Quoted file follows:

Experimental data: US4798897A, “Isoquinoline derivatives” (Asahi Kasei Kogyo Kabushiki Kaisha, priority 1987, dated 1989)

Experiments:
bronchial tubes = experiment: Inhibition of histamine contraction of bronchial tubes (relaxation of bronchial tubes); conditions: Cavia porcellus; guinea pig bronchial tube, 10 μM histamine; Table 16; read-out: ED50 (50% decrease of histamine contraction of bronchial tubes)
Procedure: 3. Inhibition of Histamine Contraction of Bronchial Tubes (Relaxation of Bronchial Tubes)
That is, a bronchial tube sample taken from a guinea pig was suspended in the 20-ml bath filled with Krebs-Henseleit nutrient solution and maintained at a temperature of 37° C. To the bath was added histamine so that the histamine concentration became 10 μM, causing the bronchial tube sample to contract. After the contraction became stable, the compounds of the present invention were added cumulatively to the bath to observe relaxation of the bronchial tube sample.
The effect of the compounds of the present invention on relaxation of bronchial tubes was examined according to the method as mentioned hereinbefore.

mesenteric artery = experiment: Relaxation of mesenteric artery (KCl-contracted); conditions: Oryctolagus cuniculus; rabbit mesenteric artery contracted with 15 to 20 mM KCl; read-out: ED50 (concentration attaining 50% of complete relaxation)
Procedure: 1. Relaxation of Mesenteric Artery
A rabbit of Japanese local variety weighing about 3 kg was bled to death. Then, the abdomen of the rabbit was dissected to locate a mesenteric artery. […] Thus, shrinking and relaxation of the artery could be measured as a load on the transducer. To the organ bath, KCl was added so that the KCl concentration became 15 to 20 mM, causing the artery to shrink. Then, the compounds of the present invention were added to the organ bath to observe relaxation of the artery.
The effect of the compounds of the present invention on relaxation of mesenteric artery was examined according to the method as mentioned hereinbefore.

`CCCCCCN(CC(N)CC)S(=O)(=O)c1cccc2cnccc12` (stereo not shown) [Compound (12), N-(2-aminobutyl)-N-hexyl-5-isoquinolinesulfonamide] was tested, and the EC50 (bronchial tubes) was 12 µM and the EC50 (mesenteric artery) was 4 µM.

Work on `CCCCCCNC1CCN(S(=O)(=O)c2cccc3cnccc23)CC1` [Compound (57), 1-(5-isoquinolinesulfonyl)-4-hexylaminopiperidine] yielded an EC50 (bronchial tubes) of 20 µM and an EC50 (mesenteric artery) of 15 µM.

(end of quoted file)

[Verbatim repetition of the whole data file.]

Experimental data: US4798897A, “Isoquinoline derivatives” (Asahi Kasei Kogyo Kabushiki Kaisha, priority 1987, dated 1989)

Experiments:
bronchial tubes = experiment: Inhibition of histamine contraction of bronchial tubes (relaxation of bronchial tubes); conditions: Cavia porcellus; guinea pig bronchial tube, 10 μM histamine; Table 16; read-out: ED50 (50% decrease of histamine contraction of bronchial tubes)
Procedure: 3. Inhibition of Histamine Contraction of Bronchial Tubes (Relaxation of Bronchial Tubes)
That is, a bronchial tube sample taken from a guinea pig was suspended in the 20-ml bath filled with Krebs-Henseleit nutrient solution and maintained at a temperature of 37° C. To the bath was added histamine so that the histamine concentration became 10 μM, causing the bronchial tube sample to contract. After the contraction became stable, the compounds of the present invention were added cumulatively to the bath to observe relaxation of the bronchial tube sample.
The effect of the compounds of the present invention on relaxation of bronchial tubes was examined according to the method as mentioned hereinbefore.

mesenteric artery = experiment: Relaxation of mesenteric artery (KCl-contracted); conditions: Oryctolagus cuniculus; rabbit mesenteric artery contracted with 15 to 20 mM KCl; read-out: ED50 (concentration attaining 50% of complete relaxation)
Procedure: 1. Relaxation of Mesenteric Artery
A rabbit of Japanese local variety weighing about 3 kg was bled to death. Then, the abdomen of the rabbit was dissected to locate a mesenteric artery. […] Thus, shrinking and relaxation of the artery could be measured as a load on the transducer. To the organ bath, KCl was added so that the KCl concentration became 15 to 20 mM, causing the artery to shrink. Then, the compounds of the present invention were added to the organ bath to observe relaxation of the artery.
The effect of the compounds of the present invention on relaxation of mesenteric artery was examined according to the method as mentioned hereinbefore.

`CCCCCCN(CC(N)CC)S(=O)(=O)c1cccc2cnccc12` (stereo not shown) [Compound (12), N-(2-aminobutyl)-N-hexyl-5-isoquinolinesulfonamide] was tested, and the EC50 (bronchial tubes) was 12 µM and the EC50 (mesenteric artery) was 4 µM.

Work on `CCCCCCNC1CCN(S(=O)(=O)c2cccc3cnccc23)CC1` [Compound (57), 1-(5-isoquinolinesulfonyl)-4-hexylaminopiperidine] yielded an EC50 (bronchial tubes) of 20 µM and an EC50 (mesenteric artery) of 15 µM.